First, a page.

Doctor Damian Carpenter
English Composition I
15 October 2018
Over the years technology has changed our conception of the world. We live in a time, where technology has made our lives more easier and simple, than ever before. It certainly can be a good thing, but is it sometimes a bad thing?
Judith Newman writes in her essay about her autistic son who has became best friends with Apple’s I phone voice controlled personal assistant app Siri .She opens up first saying she kind of feels guilt but yet is being grateful by letting her autistic son be best friends with Siri. She argues that Siri is just not a another device but really good learning tool for autistic people, especially for her son as it educates and encourages polite language use and keeps endless conversations about his obsessions. A good example of how Siri teaches Gus being polite would be the following part from the article: “She is also wonderful for someone who doesn’t pick up on social cues: Siri’s responses are not entirely predictable, but they are predictably kind — even when Gus is brusque. I heard him talking to Siri about music, and Siri offered some suggestions. “I don’t like that kind of music,” Gus snapped. Siri replied, “You’re certainly entitled to your opinion.” Siri’s politeness reminded Gus what he owed Siri. “Thank you for that music, though,” Gus said. Siri replied, “You don’t need to thank me.” “Oh, yes,” Gus added emphatically, “I
do.” “Using Siri has made Judith’s son much more social and has had long conversations with her mother, something that was not to be before.
To think of if this article being either an Ethos, Logos or Pathos, I would definitely have to say that the article is mostly a Pathos type of a writing as the writer uses a lot of emotions to describe his son’s relationship with the Apple I phone. However, some parts of Logos are present in this writing as well- the writer brings up a lot of real life experiences that probably many readers can relate with.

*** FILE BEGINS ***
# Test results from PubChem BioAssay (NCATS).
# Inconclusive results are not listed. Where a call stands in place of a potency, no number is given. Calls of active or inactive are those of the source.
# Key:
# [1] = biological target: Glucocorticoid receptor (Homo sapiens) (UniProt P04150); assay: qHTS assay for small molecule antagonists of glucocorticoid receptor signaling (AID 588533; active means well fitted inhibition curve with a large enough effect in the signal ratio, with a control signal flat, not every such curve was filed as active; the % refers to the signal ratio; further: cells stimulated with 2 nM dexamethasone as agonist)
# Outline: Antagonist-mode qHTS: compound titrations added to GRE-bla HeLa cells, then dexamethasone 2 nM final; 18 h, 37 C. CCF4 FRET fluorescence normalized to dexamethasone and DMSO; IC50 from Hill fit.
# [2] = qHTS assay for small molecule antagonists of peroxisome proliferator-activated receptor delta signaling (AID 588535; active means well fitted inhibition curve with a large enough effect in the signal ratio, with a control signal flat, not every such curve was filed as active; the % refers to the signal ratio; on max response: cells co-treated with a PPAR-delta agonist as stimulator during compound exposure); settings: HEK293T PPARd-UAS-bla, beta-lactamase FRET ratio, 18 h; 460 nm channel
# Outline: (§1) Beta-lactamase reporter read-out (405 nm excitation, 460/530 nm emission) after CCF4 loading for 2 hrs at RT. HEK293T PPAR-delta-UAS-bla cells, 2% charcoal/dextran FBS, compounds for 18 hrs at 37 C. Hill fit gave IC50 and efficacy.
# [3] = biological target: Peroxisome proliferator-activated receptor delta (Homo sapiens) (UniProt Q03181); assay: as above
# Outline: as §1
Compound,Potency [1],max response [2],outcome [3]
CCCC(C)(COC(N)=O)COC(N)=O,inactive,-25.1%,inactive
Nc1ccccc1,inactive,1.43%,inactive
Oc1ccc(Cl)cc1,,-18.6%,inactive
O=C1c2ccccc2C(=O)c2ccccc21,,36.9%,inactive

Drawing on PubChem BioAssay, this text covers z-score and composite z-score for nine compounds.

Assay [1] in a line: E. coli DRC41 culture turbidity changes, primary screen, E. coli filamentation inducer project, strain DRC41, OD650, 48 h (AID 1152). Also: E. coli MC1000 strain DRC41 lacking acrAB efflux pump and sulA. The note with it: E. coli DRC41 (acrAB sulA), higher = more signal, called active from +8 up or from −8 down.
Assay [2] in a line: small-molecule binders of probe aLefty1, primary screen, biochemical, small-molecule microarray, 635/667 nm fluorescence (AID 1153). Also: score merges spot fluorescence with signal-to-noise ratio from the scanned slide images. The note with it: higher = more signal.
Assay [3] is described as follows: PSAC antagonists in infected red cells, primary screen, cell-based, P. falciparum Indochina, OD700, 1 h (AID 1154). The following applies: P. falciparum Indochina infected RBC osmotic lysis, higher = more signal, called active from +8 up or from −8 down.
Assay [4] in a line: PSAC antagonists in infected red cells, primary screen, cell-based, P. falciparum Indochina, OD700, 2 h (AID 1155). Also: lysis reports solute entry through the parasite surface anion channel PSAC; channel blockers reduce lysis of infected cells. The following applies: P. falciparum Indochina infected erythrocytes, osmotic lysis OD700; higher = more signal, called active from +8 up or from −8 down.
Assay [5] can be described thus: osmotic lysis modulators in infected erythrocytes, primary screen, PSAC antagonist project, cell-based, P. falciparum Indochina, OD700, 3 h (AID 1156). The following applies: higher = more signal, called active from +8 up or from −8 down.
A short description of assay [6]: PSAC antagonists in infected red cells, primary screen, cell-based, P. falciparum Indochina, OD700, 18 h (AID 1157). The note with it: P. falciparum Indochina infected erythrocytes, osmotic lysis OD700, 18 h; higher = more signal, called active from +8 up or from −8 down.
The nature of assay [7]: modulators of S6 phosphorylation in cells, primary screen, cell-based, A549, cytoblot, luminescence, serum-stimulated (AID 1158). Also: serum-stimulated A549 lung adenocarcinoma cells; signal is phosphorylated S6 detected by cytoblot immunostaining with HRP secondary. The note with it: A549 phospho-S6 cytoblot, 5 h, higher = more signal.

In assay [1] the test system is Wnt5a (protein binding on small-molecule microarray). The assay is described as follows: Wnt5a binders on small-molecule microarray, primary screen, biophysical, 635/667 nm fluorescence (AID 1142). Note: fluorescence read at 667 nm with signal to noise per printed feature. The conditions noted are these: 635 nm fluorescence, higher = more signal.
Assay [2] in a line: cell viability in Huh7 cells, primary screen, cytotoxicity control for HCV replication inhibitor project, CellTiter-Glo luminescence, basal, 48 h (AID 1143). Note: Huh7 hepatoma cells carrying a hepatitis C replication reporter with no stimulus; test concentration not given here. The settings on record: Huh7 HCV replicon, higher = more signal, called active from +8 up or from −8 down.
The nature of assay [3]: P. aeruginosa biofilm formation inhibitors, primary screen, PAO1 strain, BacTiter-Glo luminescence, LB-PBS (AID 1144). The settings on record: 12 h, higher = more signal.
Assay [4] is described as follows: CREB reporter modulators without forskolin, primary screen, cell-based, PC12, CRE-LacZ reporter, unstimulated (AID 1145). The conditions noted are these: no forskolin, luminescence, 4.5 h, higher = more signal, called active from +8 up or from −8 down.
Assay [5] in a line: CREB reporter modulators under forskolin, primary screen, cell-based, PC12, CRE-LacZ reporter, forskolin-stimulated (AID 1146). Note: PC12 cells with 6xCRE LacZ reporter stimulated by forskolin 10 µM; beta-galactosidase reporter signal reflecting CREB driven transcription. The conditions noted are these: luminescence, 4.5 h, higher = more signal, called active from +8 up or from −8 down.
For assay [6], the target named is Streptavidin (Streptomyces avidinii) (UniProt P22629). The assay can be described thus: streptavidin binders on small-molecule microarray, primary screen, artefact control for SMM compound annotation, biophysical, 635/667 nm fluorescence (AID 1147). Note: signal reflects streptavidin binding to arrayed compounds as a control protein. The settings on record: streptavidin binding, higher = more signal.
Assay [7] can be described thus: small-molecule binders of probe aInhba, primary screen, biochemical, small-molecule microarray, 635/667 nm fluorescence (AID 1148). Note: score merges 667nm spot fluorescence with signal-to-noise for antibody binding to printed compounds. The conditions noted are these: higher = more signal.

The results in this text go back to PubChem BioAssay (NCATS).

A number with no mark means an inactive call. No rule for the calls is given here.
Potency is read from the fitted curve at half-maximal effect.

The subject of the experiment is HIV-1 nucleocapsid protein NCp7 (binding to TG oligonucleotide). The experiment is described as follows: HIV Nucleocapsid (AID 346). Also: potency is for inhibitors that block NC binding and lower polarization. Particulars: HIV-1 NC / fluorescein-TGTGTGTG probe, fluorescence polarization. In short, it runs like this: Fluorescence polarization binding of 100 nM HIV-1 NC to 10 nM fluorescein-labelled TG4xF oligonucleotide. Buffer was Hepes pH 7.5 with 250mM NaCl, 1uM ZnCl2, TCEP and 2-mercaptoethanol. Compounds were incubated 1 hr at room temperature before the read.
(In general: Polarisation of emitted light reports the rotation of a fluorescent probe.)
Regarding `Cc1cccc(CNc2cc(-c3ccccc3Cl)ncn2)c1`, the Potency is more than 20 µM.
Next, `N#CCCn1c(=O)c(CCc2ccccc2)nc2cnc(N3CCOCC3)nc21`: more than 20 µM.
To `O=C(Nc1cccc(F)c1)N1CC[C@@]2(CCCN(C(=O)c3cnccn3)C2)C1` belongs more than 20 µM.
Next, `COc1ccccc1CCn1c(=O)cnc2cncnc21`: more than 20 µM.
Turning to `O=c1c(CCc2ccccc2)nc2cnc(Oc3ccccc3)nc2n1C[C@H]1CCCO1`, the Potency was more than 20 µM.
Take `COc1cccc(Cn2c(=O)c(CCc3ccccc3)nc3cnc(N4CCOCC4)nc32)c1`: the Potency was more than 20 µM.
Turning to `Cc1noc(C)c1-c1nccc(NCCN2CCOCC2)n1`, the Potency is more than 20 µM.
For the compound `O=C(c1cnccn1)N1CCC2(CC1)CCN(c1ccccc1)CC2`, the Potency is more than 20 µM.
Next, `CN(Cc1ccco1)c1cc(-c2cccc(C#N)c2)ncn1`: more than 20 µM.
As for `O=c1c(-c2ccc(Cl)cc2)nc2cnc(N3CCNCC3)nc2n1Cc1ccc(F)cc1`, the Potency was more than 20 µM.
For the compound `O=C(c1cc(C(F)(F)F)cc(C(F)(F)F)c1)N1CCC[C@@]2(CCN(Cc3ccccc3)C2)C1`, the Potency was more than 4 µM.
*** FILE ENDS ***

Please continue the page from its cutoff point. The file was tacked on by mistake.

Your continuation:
If we question is technology sometimes a bad thing, then we should take a closer look to the article “Is Google Making Us Stupid?” by Nicholas Carr. Carr describes his life as a writer and how the overflow and accessibility of information has made him lazier. This article is a perfect example of a Logos and Ethos type of writing- formal and deep into scientific facts and researches. Carr uses those researches in order to prove his point that technology (in this case, the Internet) is not making people dumber – but lazier, surely and thanks to his countless citations to different researches, other writer’s experiences we can certainly see the truth in his words. “In one experiment conducted at Cornell University, for example, half a class of students was allowed to use Internet-connected laptops during a lecture, while the other had to keep their computers shut. Those who browsed the Web performed much worse on a subsequent test of how well they retained the lecture’s content. While it’s hardly surprising that Web surfing would
distract students, it should be a note of caution to schools that are wiring their classrooms in hopes of improving learning.”